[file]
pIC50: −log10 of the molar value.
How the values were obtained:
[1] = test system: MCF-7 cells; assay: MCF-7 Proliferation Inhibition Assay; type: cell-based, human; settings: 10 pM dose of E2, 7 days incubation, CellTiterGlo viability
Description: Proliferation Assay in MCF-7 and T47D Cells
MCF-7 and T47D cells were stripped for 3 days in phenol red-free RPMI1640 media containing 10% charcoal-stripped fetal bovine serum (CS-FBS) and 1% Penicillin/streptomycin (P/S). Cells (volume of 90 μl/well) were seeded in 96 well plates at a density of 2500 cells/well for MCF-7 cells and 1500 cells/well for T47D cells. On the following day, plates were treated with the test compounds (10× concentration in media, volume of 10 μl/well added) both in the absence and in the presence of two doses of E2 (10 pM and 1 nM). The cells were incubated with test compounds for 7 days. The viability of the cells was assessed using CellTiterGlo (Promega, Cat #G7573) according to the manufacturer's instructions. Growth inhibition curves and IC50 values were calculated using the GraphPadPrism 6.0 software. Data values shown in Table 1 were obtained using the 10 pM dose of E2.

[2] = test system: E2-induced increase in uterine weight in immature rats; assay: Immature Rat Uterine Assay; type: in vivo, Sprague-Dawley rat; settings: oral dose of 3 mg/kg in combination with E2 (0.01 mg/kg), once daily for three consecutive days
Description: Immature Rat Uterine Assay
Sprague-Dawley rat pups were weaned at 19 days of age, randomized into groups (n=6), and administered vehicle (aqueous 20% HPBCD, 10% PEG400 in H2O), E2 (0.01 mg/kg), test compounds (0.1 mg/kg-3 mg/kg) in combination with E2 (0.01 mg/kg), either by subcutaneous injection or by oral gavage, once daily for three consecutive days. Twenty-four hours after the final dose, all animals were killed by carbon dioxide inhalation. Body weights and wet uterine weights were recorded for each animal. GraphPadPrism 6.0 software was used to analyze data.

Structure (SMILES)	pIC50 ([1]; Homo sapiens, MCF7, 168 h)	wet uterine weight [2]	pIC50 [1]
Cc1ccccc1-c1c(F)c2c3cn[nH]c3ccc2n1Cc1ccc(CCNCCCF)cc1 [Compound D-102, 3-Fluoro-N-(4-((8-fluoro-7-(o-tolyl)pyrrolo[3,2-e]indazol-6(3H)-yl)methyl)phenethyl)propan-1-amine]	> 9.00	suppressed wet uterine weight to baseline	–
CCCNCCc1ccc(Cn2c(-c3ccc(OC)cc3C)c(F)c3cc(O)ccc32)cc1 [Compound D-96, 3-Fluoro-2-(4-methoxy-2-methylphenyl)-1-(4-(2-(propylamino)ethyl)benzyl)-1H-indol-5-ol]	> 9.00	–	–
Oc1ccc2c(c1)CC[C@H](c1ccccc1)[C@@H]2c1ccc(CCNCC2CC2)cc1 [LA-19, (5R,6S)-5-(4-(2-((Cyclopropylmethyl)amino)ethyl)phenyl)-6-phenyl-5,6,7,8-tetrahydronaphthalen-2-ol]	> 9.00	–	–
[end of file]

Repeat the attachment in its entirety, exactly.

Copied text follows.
pIC50: −log10 of the molar value.
How the values were obtained:
[1] = test system: MCF-7 cells; assay: MCF-7 Proliferation Inhibition Assay; type: cell-based, human; settings: 10 pM dose of E2, 7 days incubation, CellTiterGlo viability
Description: Proliferation Assay in MCF-7 and T47D Cells
MCF-7 and T47D cells were stripped for 3 days in phenol red-free RPMI1640 media containing 10% charcoal-stripped fetal bovine serum (CS-FBS) and 1% Penicillin/streptomycin (P/S). Cells (volume of 90 μl/well) were seeded in 96 well plates at a density of 2500 cells/well for MCF-7 cells and 1500 cells/well for T47D cells. On the following day, plates were treated with the test compounds (10× concentration in media, volume of 10 μl/well added) both in the absence and in the presence of two doses of E2 (10 pM and 1 nM). The cells were incubated with test compounds for 7 days. The viability of the cells was assessed using CellTiterGlo (Promega, Cat #G7573) according to the manufacturer's instructions. Growth inhibition curves and IC50 values were calculated using the GraphPadPrism 6.0 software. Data values shown in Table 1 were obtained using the 10 pM dose of E2.

[2] = test system: E2-induced increase in uterine weight in immature rats; assay: Immature Rat Uterine Assay; type: in vivo, Sprague-Dawley rat; settings: oral dose of 3 mg/kg in combination with E2 (0.01 mg/kg), once daily for three consecutive days
Description: Immature Rat Uterine Assay
Sprague-Dawley rat pups were weaned at 19 days of age, randomized into groups (n=6), and administered vehicle (aqueous 20% HPBCD, 10% PEG400 in H2O), E2 (0.01 mg/kg), test compounds (0.1 mg/kg-3 mg/kg) in combination with E2 (0.01 mg/kg), either by subcutaneous injection or by oral gavage, once daily for three consecutive days. Twenty-four hours after the final dose, all animals were killed by carbon dioxide inhalation. Body weights and wet uterine weights were recorded for each animal. GraphPadPrism 6.0 software was used to analyze data.

Structure (SMILES)	pIC50 ([1]; Homo sapiens, MCF7, 168 h)	wet uterine weight [2]	pIC50 [1]
Cc1ccccc1-c1c(F)c2c3cn[nH]c3ccc2n1Cc1ccc(CCNCCCF)cc1 [Compound D-102, 3-Fluoro-N-(4-((8-fluoro-7-(o-tolyl)pyrrolo[3,2-e]indazol-6(3H)-yl)methyl)phenethyl)propan-1-amine]	> 9.00	suppressed wet uterine weight to baseline	–
CCCNCCc1ccc(Cn2c(-c3ccc(OC)cc3C)c(F)c3cc(O)ccc32)cc1 [Compound D-96, 3-Fluoro-2-(4-methoxy-2-methylphenyl)-1-(4-(2-(propylamino)ethyl)benzyl)-1H-indol-5-ol]	> 9.00	–	–
Oc1ccc2c(c1)CC[C@H](c1ccccc1)[C@@H]2c1ccc(CCNCC2CC2)cc1 [LA-19, (5R,6S)-5-(4-(2-((Cyclopropylmethyl)amino)ethyl)phenyl)-6-phenyl-5,6,7,8-tetrahydronaphthalen-2-ol]	> 9.00	–	–